To comfort myself I turn to poetry, spirituality, and Jung. Rilke is one of my favorite poets. He died on 12/29/26 at age 52 of leukemia. His poetry is really about love, death, and ultimately life.

I'm trying to develop a positive relationship with this illness. This five ton weight that has imposed itself, uninvited, upon me. It's such a curious phenomenon. Medicine has no cure for it, there are no tests that can diagnosed it directly, yet it affects almost every system in the body.

Energy is life. Yet this illness means living without energy so in a way it's almost like a living death. Not literally, of course. I'm not talking about this to be morbid (my goodness I feel so apologetic for talking about death in this blog-it's very telling about how our culture views death and illness for that matter). I'm trying to separate my sense of self from that as shaped by this culture which views activity as meaningful.

I don't know how to view this illness in a positive light. I'm still new at it. In my best moments I see it as a vehicle for transformation. In my worst, something to survive. But I don't want to live the rest of my live simply existing day to day.

I've decided to take an online self help course in how to manage this illness. I need help.

I find that, at least as the first full year of living with this illness closes, that I'm looking back a lot. I remember leaving my practice for the last time on December 15, 07. I remember how slowly I shut the door to my office knowing it would be the last time. Whatever my future holds, it was the last time I would be at that office. It was as if I was clinging to the past by slowly shutting the door and then finally hearing that resounding click of the lock forever silencing the work that went on between myself and some truly beautiful souls whom I was lucky to spend an hour with each week for many years. Or I look at pictures taken of me in July/August 07 as I started getting sick. I would search looking for some sort of sign of what was to come.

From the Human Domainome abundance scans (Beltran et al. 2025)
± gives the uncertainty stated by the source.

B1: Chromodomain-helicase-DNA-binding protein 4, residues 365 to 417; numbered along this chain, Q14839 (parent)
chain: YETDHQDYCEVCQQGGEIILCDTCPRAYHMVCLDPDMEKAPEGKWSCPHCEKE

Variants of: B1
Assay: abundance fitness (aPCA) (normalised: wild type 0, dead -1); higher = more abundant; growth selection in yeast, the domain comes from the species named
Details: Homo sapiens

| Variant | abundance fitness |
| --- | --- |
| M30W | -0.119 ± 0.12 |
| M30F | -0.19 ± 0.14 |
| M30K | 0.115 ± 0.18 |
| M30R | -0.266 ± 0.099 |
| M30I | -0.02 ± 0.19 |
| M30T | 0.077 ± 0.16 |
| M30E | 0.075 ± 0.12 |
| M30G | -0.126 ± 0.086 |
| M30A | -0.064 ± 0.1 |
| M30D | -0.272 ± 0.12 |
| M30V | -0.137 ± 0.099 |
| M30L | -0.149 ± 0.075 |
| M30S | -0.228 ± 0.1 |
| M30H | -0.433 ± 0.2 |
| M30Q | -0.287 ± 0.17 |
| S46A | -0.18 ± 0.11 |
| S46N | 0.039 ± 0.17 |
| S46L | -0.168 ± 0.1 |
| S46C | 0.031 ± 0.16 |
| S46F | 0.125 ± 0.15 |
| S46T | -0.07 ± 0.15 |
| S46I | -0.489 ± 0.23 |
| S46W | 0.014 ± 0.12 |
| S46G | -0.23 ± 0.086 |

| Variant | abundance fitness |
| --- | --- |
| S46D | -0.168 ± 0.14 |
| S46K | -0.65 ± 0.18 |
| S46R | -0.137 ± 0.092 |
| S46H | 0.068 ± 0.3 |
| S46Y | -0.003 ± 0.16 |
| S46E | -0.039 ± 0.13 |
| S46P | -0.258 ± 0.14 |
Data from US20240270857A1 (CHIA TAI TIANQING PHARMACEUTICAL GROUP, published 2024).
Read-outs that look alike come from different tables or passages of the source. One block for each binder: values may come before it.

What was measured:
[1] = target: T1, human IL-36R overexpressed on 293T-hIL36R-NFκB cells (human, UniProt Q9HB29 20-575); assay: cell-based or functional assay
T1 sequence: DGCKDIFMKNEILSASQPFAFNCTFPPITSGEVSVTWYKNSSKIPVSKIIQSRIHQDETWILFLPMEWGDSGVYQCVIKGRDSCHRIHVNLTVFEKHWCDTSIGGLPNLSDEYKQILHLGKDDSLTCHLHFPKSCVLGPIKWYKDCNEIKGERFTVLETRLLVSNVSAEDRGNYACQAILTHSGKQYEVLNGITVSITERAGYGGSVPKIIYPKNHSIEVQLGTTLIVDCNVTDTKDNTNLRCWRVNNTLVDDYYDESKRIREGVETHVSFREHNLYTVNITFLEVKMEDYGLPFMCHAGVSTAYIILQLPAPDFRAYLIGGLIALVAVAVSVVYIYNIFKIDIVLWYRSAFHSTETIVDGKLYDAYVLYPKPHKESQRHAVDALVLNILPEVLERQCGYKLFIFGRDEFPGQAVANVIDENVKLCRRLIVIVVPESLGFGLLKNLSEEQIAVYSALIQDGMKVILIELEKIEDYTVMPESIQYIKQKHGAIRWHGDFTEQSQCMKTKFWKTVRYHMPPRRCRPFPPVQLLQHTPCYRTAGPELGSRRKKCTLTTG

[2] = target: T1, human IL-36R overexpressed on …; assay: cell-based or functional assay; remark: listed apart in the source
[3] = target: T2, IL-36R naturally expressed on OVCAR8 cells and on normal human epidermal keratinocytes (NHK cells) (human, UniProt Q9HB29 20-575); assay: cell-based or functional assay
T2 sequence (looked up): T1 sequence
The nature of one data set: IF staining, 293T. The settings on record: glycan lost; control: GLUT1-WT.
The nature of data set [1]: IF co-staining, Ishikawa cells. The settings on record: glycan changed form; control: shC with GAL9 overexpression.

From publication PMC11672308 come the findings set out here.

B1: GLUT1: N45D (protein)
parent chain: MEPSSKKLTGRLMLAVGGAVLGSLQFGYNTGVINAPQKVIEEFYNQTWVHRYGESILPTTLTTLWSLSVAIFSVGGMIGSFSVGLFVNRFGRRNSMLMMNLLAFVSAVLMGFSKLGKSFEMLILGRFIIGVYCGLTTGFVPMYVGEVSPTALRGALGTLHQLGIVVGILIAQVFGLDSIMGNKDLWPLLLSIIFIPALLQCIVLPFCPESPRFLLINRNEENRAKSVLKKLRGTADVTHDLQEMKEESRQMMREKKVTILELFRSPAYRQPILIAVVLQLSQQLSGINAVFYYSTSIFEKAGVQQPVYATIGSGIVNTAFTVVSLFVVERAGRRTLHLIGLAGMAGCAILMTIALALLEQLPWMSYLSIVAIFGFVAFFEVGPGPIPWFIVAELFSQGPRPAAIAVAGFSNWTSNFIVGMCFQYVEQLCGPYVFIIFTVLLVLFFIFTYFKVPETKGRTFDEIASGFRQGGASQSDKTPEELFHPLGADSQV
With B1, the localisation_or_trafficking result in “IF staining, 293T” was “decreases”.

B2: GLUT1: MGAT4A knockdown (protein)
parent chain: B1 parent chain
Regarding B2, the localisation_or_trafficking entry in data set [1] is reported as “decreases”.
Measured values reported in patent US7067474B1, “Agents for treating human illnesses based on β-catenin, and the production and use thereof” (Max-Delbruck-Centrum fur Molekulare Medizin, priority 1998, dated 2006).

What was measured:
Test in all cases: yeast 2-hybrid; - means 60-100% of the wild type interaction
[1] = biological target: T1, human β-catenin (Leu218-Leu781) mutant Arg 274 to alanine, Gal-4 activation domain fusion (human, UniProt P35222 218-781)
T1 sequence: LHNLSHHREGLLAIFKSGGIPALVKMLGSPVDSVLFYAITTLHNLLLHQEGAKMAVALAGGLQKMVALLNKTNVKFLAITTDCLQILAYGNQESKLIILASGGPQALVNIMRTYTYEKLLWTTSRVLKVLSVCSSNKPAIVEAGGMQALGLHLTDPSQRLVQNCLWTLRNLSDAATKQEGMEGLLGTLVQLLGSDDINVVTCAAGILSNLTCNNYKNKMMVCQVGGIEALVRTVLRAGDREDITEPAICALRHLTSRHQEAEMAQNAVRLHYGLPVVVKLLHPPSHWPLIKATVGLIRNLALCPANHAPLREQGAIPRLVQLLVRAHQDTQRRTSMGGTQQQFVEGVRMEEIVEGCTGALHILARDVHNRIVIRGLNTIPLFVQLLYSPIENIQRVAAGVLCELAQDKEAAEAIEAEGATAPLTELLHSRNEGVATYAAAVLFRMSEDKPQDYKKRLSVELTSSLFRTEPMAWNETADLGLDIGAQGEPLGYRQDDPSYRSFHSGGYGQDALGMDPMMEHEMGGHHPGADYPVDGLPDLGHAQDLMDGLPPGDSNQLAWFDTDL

One of my favorite myths is that of Orpheus. Here's a very, very brief summary of it from an encylopedia of myths: